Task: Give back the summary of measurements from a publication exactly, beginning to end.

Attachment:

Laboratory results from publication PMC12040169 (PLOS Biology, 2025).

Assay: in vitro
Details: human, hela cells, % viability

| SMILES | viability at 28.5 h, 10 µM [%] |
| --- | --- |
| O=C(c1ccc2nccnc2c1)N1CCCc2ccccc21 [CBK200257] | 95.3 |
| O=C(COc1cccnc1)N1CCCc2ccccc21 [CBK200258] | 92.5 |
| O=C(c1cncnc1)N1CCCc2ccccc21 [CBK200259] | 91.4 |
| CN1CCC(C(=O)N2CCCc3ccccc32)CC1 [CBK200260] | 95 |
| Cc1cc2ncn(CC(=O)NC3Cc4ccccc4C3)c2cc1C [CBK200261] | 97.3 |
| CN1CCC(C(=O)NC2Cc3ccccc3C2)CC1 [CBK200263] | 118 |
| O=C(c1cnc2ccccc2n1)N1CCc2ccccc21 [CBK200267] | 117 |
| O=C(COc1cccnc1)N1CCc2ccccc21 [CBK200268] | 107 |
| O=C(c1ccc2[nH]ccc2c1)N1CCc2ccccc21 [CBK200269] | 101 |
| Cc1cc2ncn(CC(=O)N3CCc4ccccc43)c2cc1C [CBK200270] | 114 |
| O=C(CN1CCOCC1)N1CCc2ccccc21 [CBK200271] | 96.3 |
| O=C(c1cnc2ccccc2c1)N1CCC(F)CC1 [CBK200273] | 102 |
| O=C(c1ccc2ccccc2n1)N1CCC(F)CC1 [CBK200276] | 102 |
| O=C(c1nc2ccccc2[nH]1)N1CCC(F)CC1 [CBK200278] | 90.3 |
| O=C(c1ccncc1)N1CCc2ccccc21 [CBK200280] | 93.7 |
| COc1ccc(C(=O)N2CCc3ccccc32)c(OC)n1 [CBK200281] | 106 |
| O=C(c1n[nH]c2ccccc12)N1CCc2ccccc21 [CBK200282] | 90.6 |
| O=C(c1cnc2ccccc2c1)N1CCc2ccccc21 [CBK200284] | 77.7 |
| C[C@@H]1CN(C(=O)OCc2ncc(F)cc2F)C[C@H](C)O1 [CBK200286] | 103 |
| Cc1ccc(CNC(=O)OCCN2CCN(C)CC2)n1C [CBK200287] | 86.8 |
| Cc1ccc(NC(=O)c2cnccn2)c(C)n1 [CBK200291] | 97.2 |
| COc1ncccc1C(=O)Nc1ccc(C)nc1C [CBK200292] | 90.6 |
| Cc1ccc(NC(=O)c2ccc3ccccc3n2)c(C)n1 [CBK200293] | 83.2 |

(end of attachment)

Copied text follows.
Laboratory results from publication PMC12040169 (PLOS Biology, 2025).

Assay: in vitro
Details: human, hela cells, % viability

| SMILES | viability at 28.5 h, 10 µM [%] |
| --- | --- |
| O=C(c1ccc2nccnc2c1)N1CCCc2ccccc21 [CBK200257] | 95.3 |
| O=C(COc1cccnc1)N1CCCc2ccccc21 [CBK200258] | 92.5 |
| O=C(c1cncnc1)N1CCCc2ccccc21 [CBK200259] | 91.4 |
| CN1CCC(C(=O)N2CCCc3ccccc32)CC1 [CBK200260] | 95 |
| Cc1cc2ncn(CC(=O)NC3Cc4ccccc4C3)c2cc1C [CBK200261] | 97.3 |
| CN1CCC(C(=O)NC2Cc3ccccc3C2)CC1 [CBK200263] | 118 |
| O=C(c1cnc2ccccc2n1)N1CCc2ccccc21 [CBK200267] | 117 |
| O=C(COc1cccnc1)N1CCc2ccccc21 [CBK200268] | 107 |
| O=C(c1ccc2[nH]ccc2c1)N1CCc2ccccc21 [CBK200269] | 101 |
| Cc1cc2ncn(CC(=O)N3CCc4ccccc43)c2cc1C [CBK200270] | 114 |
| O=C(CN1CCOCC1)N1CCc2ccccc21 [CBK200271] | 96.3 |
| O=C(c1cnc2ccccc2c1)N1CCC(F)CC1 [CBK200273] | 102 |
| O=C(c1ccc2ccccc2n1)N1CCC(F)CC1 [CBK200276] | 102 |
| O=C(c1nc2ccccc2[nH]1)N1CCC(F)CC1 [CBK200278] | 90.3 |
| O=C(c1ccncc1)N1CCc2ccccc21 [CBK200280] | 93.7 |
| COc1ccc(C(=O)N2CCc3ccccc32)c(OC)n1 [CBK200281] | 106 |
| O=C(c1n[nH]c2ccccc12)N1CCc2ccccc21 [CBK200282] | 90.6 |
| O=C(c1cnc2ccccc2c1)N1CCc2ccccc21 [CBK200284] | 77.7 |
| C[C@@H]1CN(C(=O)OCc2ncc(F)cc2F)C[C@H](C)O1 [CBK200286] | 103 |
| Cc1ccc(CNC(=O)OCCN2CCN(C)CC2)n1C [CBK200287] | 86.8 |
| Cc1ccc(NC(=O)c2cnccn2)c(C)n1 [CBK200291] | 97.2 |
| COc1ncccc1C(=O)Nc1ccc(C)nc1C [CBK200292] | 90.6 |
| Cc1ccc(NC(=O)c2ccc3ccccc3n2)c(C)n1 [CBK200293] | 83.2 |